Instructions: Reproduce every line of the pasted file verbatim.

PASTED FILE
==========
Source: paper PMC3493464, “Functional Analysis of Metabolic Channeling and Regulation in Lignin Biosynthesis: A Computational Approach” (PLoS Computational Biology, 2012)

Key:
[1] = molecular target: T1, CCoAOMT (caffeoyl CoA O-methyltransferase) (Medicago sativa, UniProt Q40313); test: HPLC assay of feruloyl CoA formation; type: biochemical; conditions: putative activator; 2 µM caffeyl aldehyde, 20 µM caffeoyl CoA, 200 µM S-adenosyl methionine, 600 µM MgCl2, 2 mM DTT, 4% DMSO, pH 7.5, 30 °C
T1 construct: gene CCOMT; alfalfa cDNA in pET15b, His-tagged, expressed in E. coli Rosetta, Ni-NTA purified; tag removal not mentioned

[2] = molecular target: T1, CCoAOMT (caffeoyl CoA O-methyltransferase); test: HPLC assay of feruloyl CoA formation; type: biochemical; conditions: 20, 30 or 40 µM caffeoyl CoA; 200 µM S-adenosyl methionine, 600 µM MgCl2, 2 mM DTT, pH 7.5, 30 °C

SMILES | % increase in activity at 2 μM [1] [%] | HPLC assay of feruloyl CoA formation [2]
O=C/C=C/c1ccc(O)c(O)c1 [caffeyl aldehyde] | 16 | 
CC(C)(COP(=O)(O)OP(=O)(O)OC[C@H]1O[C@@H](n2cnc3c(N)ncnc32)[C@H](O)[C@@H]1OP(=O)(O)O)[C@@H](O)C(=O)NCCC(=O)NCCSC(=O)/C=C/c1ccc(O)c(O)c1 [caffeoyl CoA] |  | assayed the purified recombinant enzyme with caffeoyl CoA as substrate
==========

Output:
Source: paper PMC3493464, “Functional Analysis of Metabolic Channeling and Regulation in Lignin Biosynthesis: A Computational Approach” (PLoS Computational Biology, 2012)

Key:
[1] = molecular target: T1, CCoAOMT (caffeoyl CoA O-methyltransferase) (Medicago sativa, UniProt Q40313); test: HPLC assay of feruloyl CoA formation; type: biochemical; conditions: putative activator; 2 µM caffeyl aldehyde, 20 µM caffeoyl CoA, 200 µM S-adenosyl methionine, 600 µM MgCl2, 2 mM DTT, 4% DMSO, pH 7.5, 30 °C
T1 construct: gene CCOMT; alfalfa cDNA in pET15b, His-tagged, expressed in E. coli Rosetta, Ni-NTA purified; tag removal not mentioned

[2] = molecular target: T1, CCoAOMT (caffeoyl CoA O-methyltransferase); test: HPLC assay of feruloyl CoA formation; type: biochemical; conditions: 20, 30 or 40 µM caffeoyl CoA; 200 µM S-adenosyl methionine, 600 µM MgCl2, 2 mM DTT, pH 7.5, 30 °C

SMILES | % increase in activity at 2 μM [1] [%] | HPLC assay of feruloyl CoA formation [2]
O=C/C=C/c1ccc(O)c(O)c1 [caffeyl aldehyde] | 16 | 
CC(C)(COP(=O)(O)OP(=O)(O)OC[C@H]1O[C@@H](n2cnc3c(N)ncnc32)[C@H](O)[C@@H]1OP(=O)(O)O)[C@@H](O)C(=O)NCCC(=O)NCCSC(=O)/C=C/c1ccc(O)c(O)c1 [caffeoyl CoA] |  | assayed the purified recombinant enzyme with caffeoyl CoA as substrate